Resources - Capability Statement

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Support the exploration of traditional resources (metals, minerals, coal and gas), rare earth elements and groundwater and develop new technologies and knowledge to allow safe, environmentally sensitive and economically viable resource extraction.


Key facts for the Resources Priority

  • It is estimated that approximately $200 million of the $2.65 billion supporting national priorities is allocated directly to the Resources Priority area.*
  • In terms of citation impact, as an indicator of research quality, Australian research on this Priority ranks:
    • 2nd out of 11 when compared against selected Asia Pacific countries **
    • 5th out of 15 when compared to selected European countries, Canada, New Zealand and USA.***
  • 51 per cent of Australian publications are produced with an international co-author.

*  Data on two key initiatives – university research block grants and the R&D taxincentive – are not collected in a way that supports analysis against priorities.
** Selected Asia Pacific countries: China, India, Indonesia, Japan, Malaysia, Philippines, Singapore, South Korea, Thailand and Vietnam.
*** Selected European countries: Austria, Belgium, Denmark, England, Finland, France, Germany, Ireland, Norway, Sweden and Switzerland.

Current research strengths

Australia has a strong record in high-quality fundamental geoscience research and has been the source of a range of new technologies or components of technologies mainly focused in mining equipment, technology and services (METS) research.


Practical challenges

  1. Fundamental understanding of the physical state of the Australian crust, its resource endowment and recovery.
  2. Knowledge of environmental issues associated with resource extraction.
  3. Lowering the risk to sedimentary basins and marine environments due to resource extraction.
  4. Technologies to optimise yield through effective and efficient resource extraction, processing and waste management.


Action within this Priority will support R&D that will improve Australia’s mineral exploration capability and advance development of extraction and processing technologies. It will assist Australia to overcome current research weaknesses and take advantage of strengths by:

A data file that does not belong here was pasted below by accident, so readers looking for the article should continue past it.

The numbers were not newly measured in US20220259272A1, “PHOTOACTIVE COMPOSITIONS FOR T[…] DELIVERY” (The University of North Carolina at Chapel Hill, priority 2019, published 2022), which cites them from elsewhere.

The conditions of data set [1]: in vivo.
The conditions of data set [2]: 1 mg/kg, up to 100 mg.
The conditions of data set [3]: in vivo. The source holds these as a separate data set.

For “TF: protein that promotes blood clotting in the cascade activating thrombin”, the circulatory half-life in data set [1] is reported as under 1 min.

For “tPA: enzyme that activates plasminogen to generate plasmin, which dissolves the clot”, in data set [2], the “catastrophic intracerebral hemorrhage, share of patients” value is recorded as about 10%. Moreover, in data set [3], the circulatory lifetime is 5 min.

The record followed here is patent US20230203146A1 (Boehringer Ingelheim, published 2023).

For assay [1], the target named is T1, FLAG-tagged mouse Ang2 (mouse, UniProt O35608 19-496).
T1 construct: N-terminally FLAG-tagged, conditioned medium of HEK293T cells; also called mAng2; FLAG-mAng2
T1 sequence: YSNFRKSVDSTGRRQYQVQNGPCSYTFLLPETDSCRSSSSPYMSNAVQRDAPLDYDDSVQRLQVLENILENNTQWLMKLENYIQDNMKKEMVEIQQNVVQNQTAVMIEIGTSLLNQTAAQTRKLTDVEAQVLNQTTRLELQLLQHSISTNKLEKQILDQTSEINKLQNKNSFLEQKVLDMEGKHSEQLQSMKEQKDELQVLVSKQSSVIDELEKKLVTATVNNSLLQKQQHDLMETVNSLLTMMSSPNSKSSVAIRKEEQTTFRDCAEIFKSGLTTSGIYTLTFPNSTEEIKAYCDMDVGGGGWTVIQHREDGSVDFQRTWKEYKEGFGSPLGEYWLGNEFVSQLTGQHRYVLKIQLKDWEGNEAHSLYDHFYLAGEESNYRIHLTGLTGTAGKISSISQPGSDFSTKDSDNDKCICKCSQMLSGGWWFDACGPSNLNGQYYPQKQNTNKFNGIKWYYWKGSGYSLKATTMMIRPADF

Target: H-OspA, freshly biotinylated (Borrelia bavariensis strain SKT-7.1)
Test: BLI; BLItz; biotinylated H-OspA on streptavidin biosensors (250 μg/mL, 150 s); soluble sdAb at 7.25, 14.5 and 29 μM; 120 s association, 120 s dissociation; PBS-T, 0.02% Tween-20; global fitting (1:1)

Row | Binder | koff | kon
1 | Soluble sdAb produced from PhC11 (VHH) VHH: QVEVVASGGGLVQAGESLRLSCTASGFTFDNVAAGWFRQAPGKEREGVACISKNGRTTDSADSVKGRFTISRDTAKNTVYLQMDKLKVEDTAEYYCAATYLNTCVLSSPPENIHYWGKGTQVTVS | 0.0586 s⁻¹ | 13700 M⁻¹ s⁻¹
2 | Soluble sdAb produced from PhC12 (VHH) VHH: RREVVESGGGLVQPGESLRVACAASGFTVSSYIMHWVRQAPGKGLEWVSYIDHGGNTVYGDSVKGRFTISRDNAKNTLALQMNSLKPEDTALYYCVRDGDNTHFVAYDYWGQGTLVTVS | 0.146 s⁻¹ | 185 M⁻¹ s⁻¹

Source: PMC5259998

• supporting high-quality, well-targeted, complex-system research to understand and identify mineral systems
  • improving our understanding of Australian soils and groundwater and the environmental impact of resources extraction
  • developing a better appreciation of the views of traditional owners in regards to resource exploration and extraction

International Citation Comparison, 2010 to 2014

International Citation Comparison, 2010 to 2014

For this Priority, each circle represents one of the comparator countries, grouped into region by colour: circle size represents number of publications, while circle placement indicates the country’s weighted citations relative to Australia. Data are from Thomson Reuters InCites, with the Priority identified by a keyword search.

Australian Government Expenditure on Science and Research Priorities

Australian Government Expenditure on Science and Research Priorities

The Australian Government invests $9.7 billion in science, research and innovation. Approximately $2.65 billion of this investment can be attributed to research aligned to the nine Science and Research priorities. Data on university block grants and the R&D tax incentive – two key initiatives that have critical roles in supporting strategic, mission-directed research - are not collected in a way that supports analysis against the priorities.

Sources: 2015-16 Science, Research and Innovation Budget Tables; Research Strategies Australia, Science and Research Priorities and Practical Challenges, May 2015.

Australia’s Science and Research Priorities

Australia’s Science and Research Priorities identify areas that are of immediate and critical importance to the nation and its place in the world. They help align our research to industry and will make sure that we capitalise on our comparative advantages and address challenges.

The Australian Government will use the Priorities to guide a proportion of its research investment to areas of critical need and national importance. This capability snapshot is a vital step to make sure that we get this strategic investment right – it is about understanding what we spend now, what we are good at and where we need to improve.

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